The gopis must present themselves naked before Krishna, symbolically it is a question of abandoning their beliefs, their old ways of life (habits, opinions....), trusting him and giving themselves entirely to him, like the faithful who devote himself to the adoration of their Ishta Devata. Krishna's call is symbolized by the flute, his enchanting song is irresistible to all those called! Only total stripping allows union with the divine.
Krishna: Dvâkarâ King
The Mahâbhârata is a long epic story of which one of the books is the Bhagavad-Gitâ, the divine song: it tells the story of the war between two families, the cousins of Krishna: the Pandava and the Kaurava. After many adventures, tricks, jealousies... the Kaurava and their king Durydhana seized the kingdom of the Pandava. A war ensued where each clan asked for Krishna's help; Krishna, not being able to choose between the two enemies, offered his help to each of them: his presence, alone and unarmed, or his army. The Kaurava chose the army, while Arjuna of the Pandava preferred Krishna.
Krishna takes on the role of driver of Arjuna's chariot: on this occasion, he will be Arjuna's Guru, transmitting to him the spiritual teaching while revealing to him his true divine nature.
Arjuna is filled with deep doubts at the idea of waging war, of spilling blood, especially that of his own family. Krishna's answer brings a vertical dimension: the importance of right action (of svadharma, the dharma of each person, of order), of playing the score that life proposes to us, namely for Arjuna that of the warrior (the caste to which he belongs), but above all the relativity of the manifested form in relation to the Atman, the absolute.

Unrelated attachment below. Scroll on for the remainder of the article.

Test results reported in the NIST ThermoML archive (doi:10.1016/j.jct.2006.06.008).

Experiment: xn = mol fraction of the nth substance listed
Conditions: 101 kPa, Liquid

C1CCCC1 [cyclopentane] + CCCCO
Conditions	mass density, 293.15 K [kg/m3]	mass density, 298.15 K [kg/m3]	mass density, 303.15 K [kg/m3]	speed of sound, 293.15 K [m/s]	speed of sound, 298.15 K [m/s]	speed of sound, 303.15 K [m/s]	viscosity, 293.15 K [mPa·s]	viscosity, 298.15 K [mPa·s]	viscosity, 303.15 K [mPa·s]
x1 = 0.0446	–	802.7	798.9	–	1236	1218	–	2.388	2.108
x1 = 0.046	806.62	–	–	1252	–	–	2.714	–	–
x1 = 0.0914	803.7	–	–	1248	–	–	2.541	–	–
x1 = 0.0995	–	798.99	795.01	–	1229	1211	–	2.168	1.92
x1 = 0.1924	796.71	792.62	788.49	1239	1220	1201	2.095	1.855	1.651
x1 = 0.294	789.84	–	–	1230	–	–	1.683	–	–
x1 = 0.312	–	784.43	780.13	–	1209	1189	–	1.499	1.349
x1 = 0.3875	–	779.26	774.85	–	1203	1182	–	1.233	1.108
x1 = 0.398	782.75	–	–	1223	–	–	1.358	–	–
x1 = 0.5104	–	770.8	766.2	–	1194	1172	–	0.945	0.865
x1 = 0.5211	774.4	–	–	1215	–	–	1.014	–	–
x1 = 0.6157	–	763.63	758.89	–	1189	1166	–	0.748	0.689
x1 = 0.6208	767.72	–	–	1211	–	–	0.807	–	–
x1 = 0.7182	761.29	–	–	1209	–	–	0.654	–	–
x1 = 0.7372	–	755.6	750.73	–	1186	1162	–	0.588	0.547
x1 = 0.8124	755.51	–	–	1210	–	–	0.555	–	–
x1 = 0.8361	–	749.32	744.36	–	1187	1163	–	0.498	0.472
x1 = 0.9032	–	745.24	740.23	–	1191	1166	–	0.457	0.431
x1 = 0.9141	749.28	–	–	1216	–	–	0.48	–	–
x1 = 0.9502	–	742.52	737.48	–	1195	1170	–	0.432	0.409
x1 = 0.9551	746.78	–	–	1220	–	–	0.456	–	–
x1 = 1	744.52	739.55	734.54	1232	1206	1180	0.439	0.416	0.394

"That which is immutable, no one can bring about its destruction" (Song II, 17),
and to support his reasoning Krishna reveals his true, divine nature to Arjuna.
On this occasion, Krishna exposes the path of Bhakti which, while being part of the Hindu tradition, proposes a new way based on adoration, love and total self-denial as well as the handing over of one's destiny into the divine hands, incarnated by Krishna.
The worship of Krishna
Just like the primordial deities of Hinduism (such as Shiva, Vishnu and their Shakti, Ganesh ...), Krishna is worshiped in different forms by the faithful according to their own affinities: Balakrishna, the little child, Gopala, the herdsman, the flute player, Râdharâmana, the lover of Râdhâ or else Sârathi, the guru of Arjuna.
Krishnna, in painting is represented with dark skin, his sacred city is Mathura. The rites vary from region to region, depending on the incarnation worshiped, but on the whole the pujas have the same forms: readings of sacred texts, songs, offerings.
One of the characteristics of Krishna's devotees is the importance given to intimacy and the tenderness that unites them: likewise, their devotion can take very extroverted forms: strength of expression in songs, adornments, dances ... which leads to ecstasy. These "madmen of God" can leave everything, go on the roads and devote their lives to Krishna.
Sarah Combe: Un et Multiple
Catherine Clément: Promenade avec les dieux de l’Inde
Alain Daniélou: Mythes et Dieux de l’Inde
Eva Rudy Janssen: Iconographie de l’Hindouisme